Americans Just Don't Trust the Elites

From the usual suspects in the Tea Party to the newly populist billionaire Donald Trump, Americans have been registering their frustration with the federal government. But it isn't just government that has used up their patience. According to new polling data from the Gallup Organization, Americans are suffering a crisis of confidence with most big political, financial, business, labor, and government institutions (see chart below).

Florida_Elites_4-12.png The Gallup survey asked a random sample of more than a thousand Americans whether they thought major institutions like banks, big corporations, the courts, and labor unions, among others had "too much power," "about the right amount," or "not enough power." Topping the list of the too powerful were lobbyists -- which about seven in 10 survey respondents viewed as having too much power. Banks and big corporations were next. And the federal government -- which gets most of the attention -- came in fourth, with nearly six in 10 of those surveyed saying it has too much power.  Americans, it seems, are even more fed up with lobbyists, banks, and big companies than they are with their dysfunctional federal government.  Next in line were unions which a smaller percentage, about a third of survey respondents, viewed as having too much power.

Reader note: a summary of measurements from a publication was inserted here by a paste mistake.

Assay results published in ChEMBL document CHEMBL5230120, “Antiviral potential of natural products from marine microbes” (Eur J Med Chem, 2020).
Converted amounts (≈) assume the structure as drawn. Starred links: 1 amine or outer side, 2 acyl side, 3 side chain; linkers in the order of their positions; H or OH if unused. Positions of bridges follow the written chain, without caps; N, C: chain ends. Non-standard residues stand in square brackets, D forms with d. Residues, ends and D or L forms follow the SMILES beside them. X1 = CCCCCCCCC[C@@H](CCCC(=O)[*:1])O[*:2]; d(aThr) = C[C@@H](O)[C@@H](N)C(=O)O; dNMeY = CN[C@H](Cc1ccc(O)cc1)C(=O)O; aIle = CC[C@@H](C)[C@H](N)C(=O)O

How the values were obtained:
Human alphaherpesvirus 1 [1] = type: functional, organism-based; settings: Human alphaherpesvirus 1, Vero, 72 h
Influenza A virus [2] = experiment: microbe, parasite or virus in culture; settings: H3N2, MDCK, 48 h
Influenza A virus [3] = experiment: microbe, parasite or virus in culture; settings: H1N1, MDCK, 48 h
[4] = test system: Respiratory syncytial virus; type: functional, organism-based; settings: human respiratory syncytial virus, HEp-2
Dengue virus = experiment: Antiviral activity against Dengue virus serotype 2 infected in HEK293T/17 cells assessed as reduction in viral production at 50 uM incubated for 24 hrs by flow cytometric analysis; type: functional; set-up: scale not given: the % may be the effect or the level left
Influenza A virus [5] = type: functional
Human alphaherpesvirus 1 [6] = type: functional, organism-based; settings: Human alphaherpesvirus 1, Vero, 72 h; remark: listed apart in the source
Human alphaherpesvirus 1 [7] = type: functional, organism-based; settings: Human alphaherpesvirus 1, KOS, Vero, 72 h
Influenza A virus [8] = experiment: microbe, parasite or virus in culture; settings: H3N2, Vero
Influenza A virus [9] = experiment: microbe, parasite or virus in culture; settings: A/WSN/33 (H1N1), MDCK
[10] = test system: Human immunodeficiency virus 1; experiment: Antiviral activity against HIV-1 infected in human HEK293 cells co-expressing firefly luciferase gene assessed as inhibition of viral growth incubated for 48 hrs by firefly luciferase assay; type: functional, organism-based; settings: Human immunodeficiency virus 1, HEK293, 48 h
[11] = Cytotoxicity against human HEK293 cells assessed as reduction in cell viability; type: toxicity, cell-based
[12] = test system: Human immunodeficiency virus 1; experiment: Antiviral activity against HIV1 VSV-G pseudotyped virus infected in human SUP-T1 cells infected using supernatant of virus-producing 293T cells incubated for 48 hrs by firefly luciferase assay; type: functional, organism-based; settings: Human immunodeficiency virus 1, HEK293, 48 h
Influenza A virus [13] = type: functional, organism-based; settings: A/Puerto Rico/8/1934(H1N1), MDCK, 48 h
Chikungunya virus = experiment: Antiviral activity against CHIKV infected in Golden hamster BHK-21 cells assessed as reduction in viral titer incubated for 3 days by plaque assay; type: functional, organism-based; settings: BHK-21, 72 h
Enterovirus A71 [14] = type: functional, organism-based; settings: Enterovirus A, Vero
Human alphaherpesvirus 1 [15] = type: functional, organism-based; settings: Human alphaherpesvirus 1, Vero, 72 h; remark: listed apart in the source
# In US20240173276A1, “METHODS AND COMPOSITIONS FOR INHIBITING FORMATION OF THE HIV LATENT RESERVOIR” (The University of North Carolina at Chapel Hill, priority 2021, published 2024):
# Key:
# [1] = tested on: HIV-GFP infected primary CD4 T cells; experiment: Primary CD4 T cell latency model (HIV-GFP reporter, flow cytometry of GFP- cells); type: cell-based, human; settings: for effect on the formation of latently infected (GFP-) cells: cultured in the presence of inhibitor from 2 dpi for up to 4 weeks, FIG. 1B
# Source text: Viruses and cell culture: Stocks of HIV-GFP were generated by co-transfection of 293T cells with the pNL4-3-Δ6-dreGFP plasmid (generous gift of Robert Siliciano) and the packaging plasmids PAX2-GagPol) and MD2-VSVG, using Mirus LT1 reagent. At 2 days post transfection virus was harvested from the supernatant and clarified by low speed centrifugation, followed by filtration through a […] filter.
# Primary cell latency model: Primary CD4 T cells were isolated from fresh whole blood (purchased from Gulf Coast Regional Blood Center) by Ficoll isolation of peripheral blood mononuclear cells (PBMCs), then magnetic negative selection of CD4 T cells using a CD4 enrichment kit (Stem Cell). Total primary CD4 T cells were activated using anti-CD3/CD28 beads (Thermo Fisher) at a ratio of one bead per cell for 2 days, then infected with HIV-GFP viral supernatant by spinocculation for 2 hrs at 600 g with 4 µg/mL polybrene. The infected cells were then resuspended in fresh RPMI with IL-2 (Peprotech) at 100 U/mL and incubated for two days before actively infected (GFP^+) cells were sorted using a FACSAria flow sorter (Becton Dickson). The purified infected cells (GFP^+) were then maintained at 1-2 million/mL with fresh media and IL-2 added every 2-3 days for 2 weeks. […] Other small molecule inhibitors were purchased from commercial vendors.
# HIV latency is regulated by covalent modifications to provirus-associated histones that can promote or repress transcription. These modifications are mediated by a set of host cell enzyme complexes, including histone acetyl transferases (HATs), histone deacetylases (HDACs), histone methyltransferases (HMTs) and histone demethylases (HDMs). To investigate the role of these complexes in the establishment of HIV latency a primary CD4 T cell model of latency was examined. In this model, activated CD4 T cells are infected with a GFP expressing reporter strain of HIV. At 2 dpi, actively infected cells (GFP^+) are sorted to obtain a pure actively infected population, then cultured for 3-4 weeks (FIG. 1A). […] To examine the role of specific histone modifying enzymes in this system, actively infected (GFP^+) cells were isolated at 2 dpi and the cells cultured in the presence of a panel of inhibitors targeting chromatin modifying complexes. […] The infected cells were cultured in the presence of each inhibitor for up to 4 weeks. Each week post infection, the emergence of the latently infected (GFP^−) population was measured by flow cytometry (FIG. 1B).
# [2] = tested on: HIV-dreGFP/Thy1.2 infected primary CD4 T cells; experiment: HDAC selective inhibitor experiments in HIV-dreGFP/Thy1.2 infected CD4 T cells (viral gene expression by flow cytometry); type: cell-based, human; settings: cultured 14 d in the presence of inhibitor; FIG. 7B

Not surprisingly, there was a clear partisan divide in sentiments regarding elite power according to the Gallup survey.  Republicans were more inclined than Democrats to say that unions and the federal government are too powerful. Democrats were leeriest of banks and major corporations.

Americans of all stripes view the military positively -- with just 14 percent saying it had too much power.  Local government and religious organizations are also seen in a comparatively positive light.

Commenting on the Gallup poll, Kevin Drum notes that "Americans are angry" and "apparently think that everyone has too much power" adding that the "poll doesn't tell us much aside from the fact that American political beliefs are fairly incoherent." But the poll data suggests that Americans' frustration and large with their core business, financial and governmental institutions is actually pretty coherent. This sentiment is so widespread, it suggests to me that America's elite institutions could be suffering from what German political philosopher Jürgen Habermas long ago dubbed a "legitimation crisis."

The issue may actually have a lot less to do with the coherence of Americans' political views (which suggest that Americans across-the-board see business, the banks and the federal government as having too much power) and more to do with the failure of political system and the political parties to reflect these views and moreover to take on these entrenched interests in any meaningful way. Instead of blaming the voters, a better explanation comes from the investment theory of politics advanced by political scientist, Thomas Ferguson which argues  that true control of the political parties and the party system broadly rests with business, economic, and financial elites -- not voters.

Presented by

Richard Florida is Co-founder and Editor at Large of and Senior Editor at The Atlantic. He is director of the Martin Prosperity Institute at the University of Toronto and Global Research Professor at NYU. More

Florida is author of The Rise of the Creative ClassWho's Your City?, and The Great Reset. He's also the founder of the Creative Class Group, and a list of his current clients can be found here

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